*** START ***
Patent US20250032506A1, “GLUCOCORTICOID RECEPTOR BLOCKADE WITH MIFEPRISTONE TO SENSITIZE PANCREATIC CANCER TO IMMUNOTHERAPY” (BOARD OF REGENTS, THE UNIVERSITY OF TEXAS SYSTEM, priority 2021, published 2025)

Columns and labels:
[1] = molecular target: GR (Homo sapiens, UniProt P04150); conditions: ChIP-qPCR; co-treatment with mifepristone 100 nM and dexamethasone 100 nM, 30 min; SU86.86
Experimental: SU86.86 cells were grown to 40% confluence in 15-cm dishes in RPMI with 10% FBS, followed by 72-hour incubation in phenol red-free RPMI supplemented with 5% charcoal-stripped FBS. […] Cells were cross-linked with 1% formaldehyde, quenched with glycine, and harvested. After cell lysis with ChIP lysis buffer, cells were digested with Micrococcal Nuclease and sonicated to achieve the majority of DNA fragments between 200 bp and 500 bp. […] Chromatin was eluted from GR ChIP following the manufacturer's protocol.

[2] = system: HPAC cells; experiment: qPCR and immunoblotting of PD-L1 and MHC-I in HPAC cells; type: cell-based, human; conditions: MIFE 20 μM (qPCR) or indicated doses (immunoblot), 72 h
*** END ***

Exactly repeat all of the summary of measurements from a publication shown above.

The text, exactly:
Patent US20250032506A1, “GLUCOCORTICOID RECEPTOR BLOCKADE WITH MIFEPRISTONE TO SENSITIZE PANCREATIC CANCER TO IMMUNOTHERAPY” (BOARD OF REGENTS, THE UNIVERSITY OF TEXAS SYSTEM, priority 2021, published 2025)

Columns and labels:
[1] = molecular target: GR (Homo sapiens, UniProt P04150); conditions: ChIP-qPCR; co-treatment with mifepristone 100 nM and dexamethasone 100 nM, 30 min; SU86.86
Experimental: SU86.86 cells were grown to 40% confluence in 15-cm dishes in RPMI with 10% FBS, followed by 72-hour incubation in phenol red-free RPMI supplemented with 5% charcoal-stripped FBS. […] Cells were cross-linked with 1% formaldehyde, quenched with glycine, and harvested. After cell lysis with ChIP lysis buffer, cells were digested with Micrococcal Nuclease and sonicated to achieve the majority of DNA fragments between 200 bp and 500 bp. […] Chromatin was eluted from GR ChIP following the manufacturer's protocol.

[2] = system: HPAC cells; experiment: qPCR and immunoblotting of PD-L1 and MHC-I in HPAC cells; type: cell-based, human; conditions: MIFE 20 μM (qPCR) or indicated doses (immunoblot), 72 h